inspire your students
Spring is the time of new growth, a time to thrive and clear out what is not needed. If we are weighted down with worries, extra kilos, too much stuff in our life now is the time to consider shedding and lightening our load. This practice works mainly on the external rotation of the hips to open the liver meridian but also has a few twists to compress the digestive organs.
Rest and digest
Everything that enters our body must be digested on some level otherwise it may end up as what Ayurveda, (the sister science of yoga),toxic residue or ‘ama’.The word ‘vagus’ comes from the Latin word to wander. Our largest cranial nerve (the vagus nerve) exits our skull and and wanders through our voice box, lungs, heart and down in to our abdomen.
Winter is a time when the earth stills and quiets and all doing is put to rest. In Ayurveda, the sister science of yoga, it is believed that to be in harmony with ourselves we should live in harmony with nature or the seasons. It makes sense that we use winter as a time to restore and repair and get ready for the busyness of spring with the new life and creativity that it brings.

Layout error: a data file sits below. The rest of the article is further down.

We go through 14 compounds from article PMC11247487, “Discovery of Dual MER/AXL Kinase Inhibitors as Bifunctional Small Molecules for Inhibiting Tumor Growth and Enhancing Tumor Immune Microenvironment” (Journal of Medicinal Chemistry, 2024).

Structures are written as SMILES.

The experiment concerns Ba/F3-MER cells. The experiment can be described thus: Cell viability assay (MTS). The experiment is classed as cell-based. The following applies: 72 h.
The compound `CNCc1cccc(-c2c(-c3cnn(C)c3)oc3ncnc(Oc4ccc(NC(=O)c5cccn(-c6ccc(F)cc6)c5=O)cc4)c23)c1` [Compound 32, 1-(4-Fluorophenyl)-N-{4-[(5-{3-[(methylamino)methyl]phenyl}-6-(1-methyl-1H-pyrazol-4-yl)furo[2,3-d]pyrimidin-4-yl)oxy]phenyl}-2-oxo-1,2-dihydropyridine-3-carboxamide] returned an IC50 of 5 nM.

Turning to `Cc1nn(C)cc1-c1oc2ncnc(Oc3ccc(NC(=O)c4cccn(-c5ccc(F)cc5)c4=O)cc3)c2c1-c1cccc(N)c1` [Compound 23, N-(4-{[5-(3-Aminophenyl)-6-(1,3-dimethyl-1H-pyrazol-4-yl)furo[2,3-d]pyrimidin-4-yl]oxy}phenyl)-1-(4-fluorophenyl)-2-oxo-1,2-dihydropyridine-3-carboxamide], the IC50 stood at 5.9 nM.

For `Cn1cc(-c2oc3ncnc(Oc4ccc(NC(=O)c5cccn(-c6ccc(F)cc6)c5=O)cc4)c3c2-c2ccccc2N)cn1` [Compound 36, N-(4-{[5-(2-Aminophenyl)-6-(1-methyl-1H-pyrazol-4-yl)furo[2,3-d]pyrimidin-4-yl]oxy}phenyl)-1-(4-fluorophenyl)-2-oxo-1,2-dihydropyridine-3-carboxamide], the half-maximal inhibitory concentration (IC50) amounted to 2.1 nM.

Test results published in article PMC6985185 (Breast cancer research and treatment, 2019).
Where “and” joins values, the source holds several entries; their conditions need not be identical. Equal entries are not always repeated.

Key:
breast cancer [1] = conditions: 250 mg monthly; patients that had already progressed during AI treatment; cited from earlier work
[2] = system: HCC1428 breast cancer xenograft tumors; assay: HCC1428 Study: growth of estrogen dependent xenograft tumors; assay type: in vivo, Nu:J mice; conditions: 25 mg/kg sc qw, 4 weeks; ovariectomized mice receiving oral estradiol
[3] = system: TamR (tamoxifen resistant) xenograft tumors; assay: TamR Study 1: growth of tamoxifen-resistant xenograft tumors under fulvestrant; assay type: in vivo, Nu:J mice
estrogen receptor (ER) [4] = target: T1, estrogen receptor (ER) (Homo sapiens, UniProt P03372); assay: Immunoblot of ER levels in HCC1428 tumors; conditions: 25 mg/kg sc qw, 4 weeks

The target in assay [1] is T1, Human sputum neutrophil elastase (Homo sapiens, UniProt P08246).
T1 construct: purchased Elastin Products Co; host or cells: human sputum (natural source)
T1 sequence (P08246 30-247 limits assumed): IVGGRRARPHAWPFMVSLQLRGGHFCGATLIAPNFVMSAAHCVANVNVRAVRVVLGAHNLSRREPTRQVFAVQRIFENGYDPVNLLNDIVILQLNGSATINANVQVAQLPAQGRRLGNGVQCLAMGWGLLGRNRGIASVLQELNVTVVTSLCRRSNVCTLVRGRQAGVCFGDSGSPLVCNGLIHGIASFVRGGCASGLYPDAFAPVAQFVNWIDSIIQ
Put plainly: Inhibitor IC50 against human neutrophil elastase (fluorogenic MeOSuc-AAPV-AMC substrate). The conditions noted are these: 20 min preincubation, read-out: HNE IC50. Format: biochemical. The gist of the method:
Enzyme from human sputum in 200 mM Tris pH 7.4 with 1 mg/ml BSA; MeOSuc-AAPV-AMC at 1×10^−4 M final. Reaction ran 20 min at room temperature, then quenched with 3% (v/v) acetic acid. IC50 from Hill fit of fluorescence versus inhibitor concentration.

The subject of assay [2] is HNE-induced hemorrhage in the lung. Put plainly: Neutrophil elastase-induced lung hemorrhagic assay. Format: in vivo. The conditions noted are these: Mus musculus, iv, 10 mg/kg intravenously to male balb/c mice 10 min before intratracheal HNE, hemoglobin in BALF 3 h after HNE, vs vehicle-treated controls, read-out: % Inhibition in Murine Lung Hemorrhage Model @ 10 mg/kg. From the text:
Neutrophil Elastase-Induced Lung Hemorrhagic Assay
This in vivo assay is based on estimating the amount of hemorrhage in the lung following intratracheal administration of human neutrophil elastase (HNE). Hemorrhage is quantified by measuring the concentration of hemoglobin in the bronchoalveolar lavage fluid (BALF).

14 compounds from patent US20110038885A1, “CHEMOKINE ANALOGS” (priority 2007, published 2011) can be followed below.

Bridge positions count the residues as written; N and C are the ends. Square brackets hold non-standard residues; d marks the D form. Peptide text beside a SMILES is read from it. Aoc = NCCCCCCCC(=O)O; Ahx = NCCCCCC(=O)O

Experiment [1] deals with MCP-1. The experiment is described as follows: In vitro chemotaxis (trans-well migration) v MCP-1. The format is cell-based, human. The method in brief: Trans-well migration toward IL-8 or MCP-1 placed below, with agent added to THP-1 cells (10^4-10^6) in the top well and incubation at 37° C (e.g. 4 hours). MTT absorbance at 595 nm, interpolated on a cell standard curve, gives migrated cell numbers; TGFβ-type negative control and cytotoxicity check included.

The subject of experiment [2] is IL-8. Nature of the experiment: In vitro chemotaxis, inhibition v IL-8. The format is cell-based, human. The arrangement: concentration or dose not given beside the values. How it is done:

Yin for adrenal fatigue
if we live under chronic stress and take no time to recover we may find ourselves in adrenal deficit. The adrenal glands, the bean shaped organs sitting on top of the kidneys, produce the chemicals Adrenalin and cortisone in times of stress.
yin for sadness and grief
Every so often we may be overwhelmed with sadness or grief. It may be from the loss of someone or something we hold dear to our hearts or a general feeling of being low. An imbalance or depletion in lung chi is linked to grief that is associated with loss.
yin for respiratory health
In Ayurveda, the sister science of yoga, it is believed that everything we ingest becomes part of our constitution. We ingest air, food, water, ideas, and we use our senses to do this. Therefore whatever we take in to our bodies, be it through our mouth, sight, skin or hearing, in essence, makes up who we are as humans.